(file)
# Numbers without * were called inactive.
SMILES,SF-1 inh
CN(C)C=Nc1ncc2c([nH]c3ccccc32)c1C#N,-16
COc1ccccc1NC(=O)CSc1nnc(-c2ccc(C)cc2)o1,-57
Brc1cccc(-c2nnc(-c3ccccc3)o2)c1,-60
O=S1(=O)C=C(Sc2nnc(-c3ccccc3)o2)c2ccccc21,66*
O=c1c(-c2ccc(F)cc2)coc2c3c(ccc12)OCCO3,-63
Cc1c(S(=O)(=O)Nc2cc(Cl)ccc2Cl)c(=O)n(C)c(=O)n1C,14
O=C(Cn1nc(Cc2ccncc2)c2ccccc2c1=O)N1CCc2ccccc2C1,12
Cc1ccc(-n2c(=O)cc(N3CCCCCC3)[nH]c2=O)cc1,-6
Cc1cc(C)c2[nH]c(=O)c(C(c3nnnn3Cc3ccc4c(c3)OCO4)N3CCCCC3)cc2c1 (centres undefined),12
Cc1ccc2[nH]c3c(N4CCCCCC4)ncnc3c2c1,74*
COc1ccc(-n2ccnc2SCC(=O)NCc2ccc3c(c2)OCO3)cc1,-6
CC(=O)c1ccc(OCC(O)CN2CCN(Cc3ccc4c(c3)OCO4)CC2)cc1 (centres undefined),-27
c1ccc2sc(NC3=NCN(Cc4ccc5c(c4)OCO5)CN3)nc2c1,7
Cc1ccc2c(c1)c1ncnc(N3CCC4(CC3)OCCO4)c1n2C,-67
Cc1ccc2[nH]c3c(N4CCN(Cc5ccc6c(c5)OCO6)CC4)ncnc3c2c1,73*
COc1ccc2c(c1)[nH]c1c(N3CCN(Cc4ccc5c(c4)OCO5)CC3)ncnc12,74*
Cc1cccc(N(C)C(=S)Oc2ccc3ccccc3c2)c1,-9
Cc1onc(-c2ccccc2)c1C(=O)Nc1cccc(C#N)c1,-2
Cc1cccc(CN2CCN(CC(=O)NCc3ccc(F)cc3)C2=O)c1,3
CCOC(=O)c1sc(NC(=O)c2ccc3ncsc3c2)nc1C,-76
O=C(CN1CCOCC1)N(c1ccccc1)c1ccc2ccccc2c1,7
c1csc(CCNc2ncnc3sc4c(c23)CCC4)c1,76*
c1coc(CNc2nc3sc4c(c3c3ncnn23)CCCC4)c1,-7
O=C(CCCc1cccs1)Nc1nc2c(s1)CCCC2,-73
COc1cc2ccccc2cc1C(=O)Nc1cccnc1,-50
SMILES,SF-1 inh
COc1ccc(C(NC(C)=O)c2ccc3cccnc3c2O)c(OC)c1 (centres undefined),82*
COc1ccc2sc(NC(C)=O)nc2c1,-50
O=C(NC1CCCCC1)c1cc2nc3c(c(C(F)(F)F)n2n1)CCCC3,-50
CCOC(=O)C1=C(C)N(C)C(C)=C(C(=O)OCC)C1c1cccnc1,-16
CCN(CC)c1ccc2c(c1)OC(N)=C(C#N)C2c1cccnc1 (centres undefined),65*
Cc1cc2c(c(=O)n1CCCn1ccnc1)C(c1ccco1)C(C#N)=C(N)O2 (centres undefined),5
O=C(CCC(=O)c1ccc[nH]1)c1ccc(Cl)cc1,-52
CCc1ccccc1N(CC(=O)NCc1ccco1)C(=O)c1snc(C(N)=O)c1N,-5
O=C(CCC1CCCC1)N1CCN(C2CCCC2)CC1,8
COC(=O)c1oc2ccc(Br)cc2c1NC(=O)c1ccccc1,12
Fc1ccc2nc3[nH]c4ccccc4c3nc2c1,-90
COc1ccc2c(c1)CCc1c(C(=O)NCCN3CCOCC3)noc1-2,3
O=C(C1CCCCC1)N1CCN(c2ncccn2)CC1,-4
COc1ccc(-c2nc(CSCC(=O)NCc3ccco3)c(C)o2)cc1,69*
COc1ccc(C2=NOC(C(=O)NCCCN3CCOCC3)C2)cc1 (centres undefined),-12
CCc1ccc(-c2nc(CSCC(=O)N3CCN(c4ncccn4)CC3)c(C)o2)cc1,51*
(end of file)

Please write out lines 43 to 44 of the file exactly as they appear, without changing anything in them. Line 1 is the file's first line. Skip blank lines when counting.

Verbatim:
COc1ccc(C2=NOC(C(=O)NCCCN3CCOCC3)C2)cc1 (centres undefined),-12
CCc1ccc(-c2nc(CSCC(=O)N3CCN(c4ncccn4)CC3)c(C)o2)cc1,51*